As each war loan became exhausted  the lenders upon the first lower  interest War Loans were permitted to  transfer into the later higher interest  Loans, and usurers’ interest upon  credit was added to the national  burden, so that to-day that burden is  insupportable and the nation staggers  along, cutting the bread and cheese of  its poor, and starving the social  services in a vain attempt to meet the  charges incurred in the Great War  Loan ramps.

The report of the Cunliffe Committee  (1927) relates the story of the progressive piling up of our War Debt  burdens.2

But it is in nowise a complete chronique  scandaleuse of usury in war-time ; nor  did its authors so intend it to be. We  find in its pages no reference to or  hint of the magical process by which,  while the nation struggled almost at  death's door for its very existence, and  while masses of the fittest of our  manhood were daily being blown into  bundles of bloody rags, our banking  fraternities continued to create for  themselves a great volume of new  credit and to lend that • credit to us at  interest, and indeed at progressively  increased interest ; no reference to the  fact that by this manufacture of  bankers' credit some portion, variously  estimated in amount, of what now  stands as the public debt, was simply  fabricated for private ends and was  not a bona-fide loan of real wealth to  the nation. Professor Soddy has  estimated that the , bankers actually  created £2,000,000,000, no less, of this  bank credit, and lent it out to us at 5 per cent.3 That means £100,000,000 a  year upon nothing.

The first War Loan at interest was  floated in November 1914, at 31/2 per  cent., and the investors were only  required to subscribe £95 for each  £100 of scrip. The total amount of the  loan was £350 millions, but as there  were not three hundred and fifty  millions of money in the country,  what the State received was credit —  the pledged credit of individuals and  corporations and banking houses (the  same banking houses which, as we  have seen, three months earlier had  been begging the Treasury notes on  loan from the Government to save  their precious banking system from  bankruptcy).

The second War Loan was issued at  par in June 1915 at 41/2 per cent.  interest; and such investors, and  corporations and banking houses as  had held the previous War Loan Stock  at 31/2 per cent, were permitted to  transfer into the new loan at the  increased rate of interest.

Actually of the 41/2 per cent. Loan  the sum of £176,000,000 was not new  loan money at all, but was a consider- able portion of the old 31/2 per cent.  Loan silently ‘jumping the counter’ on  to the higher rate. And, in addition to  that, the holders of no less than  £138,000,000 of the new 41/2 per  cent. Loan were old holders of 21/2  per cent. Consols and 21/2 per cent.  and 23/4 per cent. Annuities, who also  had been permitted to transfer into  the higher rate of interest yield. These  conversions at the higher rate of  interest meant a clear gift of at least  £4,000,000 a year in extra interest to  the money-lenders.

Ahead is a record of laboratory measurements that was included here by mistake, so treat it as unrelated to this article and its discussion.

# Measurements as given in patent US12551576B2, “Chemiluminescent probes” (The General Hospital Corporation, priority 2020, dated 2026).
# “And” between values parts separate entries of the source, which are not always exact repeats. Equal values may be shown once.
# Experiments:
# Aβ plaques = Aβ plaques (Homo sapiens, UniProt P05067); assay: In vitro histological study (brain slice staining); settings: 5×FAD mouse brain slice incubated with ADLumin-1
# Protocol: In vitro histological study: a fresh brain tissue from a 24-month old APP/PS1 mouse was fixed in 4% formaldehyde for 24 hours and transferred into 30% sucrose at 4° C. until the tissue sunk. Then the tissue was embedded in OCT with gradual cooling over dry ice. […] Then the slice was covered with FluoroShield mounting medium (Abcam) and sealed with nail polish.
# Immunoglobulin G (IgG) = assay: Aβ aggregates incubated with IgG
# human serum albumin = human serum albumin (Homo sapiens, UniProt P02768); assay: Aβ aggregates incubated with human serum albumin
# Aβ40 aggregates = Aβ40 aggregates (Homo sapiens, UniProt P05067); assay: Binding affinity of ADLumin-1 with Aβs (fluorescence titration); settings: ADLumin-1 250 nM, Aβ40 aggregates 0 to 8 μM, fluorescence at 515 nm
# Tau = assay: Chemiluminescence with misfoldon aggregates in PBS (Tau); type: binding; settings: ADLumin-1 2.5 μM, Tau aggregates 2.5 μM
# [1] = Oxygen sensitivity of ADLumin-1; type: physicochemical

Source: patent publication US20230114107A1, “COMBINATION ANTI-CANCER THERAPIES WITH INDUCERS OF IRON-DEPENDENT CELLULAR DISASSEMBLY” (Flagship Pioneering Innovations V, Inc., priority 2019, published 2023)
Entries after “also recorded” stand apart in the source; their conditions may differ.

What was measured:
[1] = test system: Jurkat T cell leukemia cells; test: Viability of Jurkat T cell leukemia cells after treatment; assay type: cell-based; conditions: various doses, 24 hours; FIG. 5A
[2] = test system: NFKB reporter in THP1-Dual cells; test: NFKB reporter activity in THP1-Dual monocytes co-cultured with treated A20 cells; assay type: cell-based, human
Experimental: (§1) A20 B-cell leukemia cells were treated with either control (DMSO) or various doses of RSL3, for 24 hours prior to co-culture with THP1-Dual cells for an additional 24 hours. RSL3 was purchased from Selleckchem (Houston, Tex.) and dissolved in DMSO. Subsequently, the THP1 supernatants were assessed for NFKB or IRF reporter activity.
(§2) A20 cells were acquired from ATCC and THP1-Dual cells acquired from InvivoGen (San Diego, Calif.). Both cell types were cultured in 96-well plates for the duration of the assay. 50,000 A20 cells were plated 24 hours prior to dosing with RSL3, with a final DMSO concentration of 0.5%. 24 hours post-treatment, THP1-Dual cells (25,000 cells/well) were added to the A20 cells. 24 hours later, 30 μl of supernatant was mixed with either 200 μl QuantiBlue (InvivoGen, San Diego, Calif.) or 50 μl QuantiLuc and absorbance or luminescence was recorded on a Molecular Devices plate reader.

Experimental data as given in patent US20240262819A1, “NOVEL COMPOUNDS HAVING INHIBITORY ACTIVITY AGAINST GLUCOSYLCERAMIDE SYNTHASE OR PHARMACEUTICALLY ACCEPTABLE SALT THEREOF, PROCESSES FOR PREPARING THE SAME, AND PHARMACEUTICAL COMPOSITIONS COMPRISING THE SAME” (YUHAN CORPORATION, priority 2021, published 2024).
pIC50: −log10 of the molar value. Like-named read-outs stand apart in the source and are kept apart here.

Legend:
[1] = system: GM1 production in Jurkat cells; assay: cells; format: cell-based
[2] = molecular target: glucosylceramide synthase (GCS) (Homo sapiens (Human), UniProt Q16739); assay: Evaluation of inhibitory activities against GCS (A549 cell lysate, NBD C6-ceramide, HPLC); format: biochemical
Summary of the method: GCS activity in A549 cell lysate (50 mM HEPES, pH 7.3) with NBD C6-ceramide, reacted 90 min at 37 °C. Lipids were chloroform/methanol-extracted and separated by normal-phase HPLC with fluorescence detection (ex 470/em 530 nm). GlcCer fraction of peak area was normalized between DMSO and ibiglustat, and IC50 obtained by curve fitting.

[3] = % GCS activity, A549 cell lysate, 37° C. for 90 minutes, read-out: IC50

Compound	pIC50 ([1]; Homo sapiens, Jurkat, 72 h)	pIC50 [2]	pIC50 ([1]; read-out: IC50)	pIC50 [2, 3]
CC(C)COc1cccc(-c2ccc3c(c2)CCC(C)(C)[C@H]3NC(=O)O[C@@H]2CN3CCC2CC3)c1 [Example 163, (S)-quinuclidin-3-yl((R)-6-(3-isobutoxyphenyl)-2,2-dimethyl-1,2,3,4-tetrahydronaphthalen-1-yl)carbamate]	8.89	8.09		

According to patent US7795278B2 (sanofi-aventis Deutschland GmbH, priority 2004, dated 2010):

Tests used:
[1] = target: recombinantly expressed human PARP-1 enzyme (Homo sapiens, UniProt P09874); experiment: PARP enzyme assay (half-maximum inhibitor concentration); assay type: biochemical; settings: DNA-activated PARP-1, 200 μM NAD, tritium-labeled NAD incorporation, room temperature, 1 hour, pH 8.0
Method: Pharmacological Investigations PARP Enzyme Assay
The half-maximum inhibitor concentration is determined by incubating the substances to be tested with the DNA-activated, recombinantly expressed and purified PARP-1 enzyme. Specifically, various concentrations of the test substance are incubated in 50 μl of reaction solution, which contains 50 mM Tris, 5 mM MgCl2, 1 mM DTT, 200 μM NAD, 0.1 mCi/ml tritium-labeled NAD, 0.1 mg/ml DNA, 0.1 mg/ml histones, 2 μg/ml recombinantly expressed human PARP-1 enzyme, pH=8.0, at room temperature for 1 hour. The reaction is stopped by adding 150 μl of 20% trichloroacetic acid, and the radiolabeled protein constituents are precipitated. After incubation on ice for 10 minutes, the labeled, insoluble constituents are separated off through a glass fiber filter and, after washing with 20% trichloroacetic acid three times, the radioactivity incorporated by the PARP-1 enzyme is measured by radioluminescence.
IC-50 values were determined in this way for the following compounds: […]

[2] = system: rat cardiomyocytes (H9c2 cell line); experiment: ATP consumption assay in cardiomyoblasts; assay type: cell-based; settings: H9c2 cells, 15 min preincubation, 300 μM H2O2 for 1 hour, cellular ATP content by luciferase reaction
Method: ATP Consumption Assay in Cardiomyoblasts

But the story of this great finance  ramp of June 1915 is incomplete  without a reference being made to the  pledge extracted from the State by the  finance houses and banks that, should  there be any subsequent issue of War  Loan at a still higher rate of interest  than 41/2 per cent., the holders of the  new 41/2 per cent. Loan  (£901,000,000 in amount) would be  entitled to convert at a higher scale,  and this, as we shall see in a moment,  the great bulk of them succeeded in  doing.

Mr. Lloyd George has publicly  declared that the increased rate of  interest offered in the War Loan of  June 1915 was quite unnecessary.  He says :
‘Looking back, I cannot help regretting that  Mr. McKcnna should have thought it necessary  to raise the interest rate of a Government loan  to 41/2 per cent. Maybe this corresponded to  the price that was being offered for other  gilt-edged securities. But in view of the in- crease in our nominal capital reserves due to  war inflation and to the restriction of an  overseas market for investment money, which  was also one of the effects of the War, there  can be little doubt that the Government could  have continued to obtain as much  money as it required by , voluntary  investment, without raising its interest rate  beyond the level of 32/3 per cent. at which my  first loan had been negotiated. Investors would  have had to take this, for lack of an alternative.  And if they had been unwilling to do so, there  would have been a clear and popular ground  for the conscription of capital for war purposes — a step which would have been an  appropriate corollary to the conscription of  man-power which we were soon to introduce.'  4

We must note another, even more  amazing and more impudent, of the  methods of debt and interest concoction in these delirious war-times. The  banks actually issued circulars to  thousands of their customers inviting  them to apply for a portion of the  new War Loan and to borrow credit  from the banks for that purpose at 3 per cent. The customer was to put up  no money for his War Loan, no  margin, no securities. The bank was to  supply the credit, or rather was to  back the customer's credit and was to  charge the customer 3 per cent.  interest for so doing ; but the State  was pledging itself to pay 41/2 per  cent. interest on the War Loan which  the customer was purchasing with his  3 per cent. money. The customer,  after allowing for his Income Tax, &c,  was clearly 1 per cent. per annum in  pocket on the deal.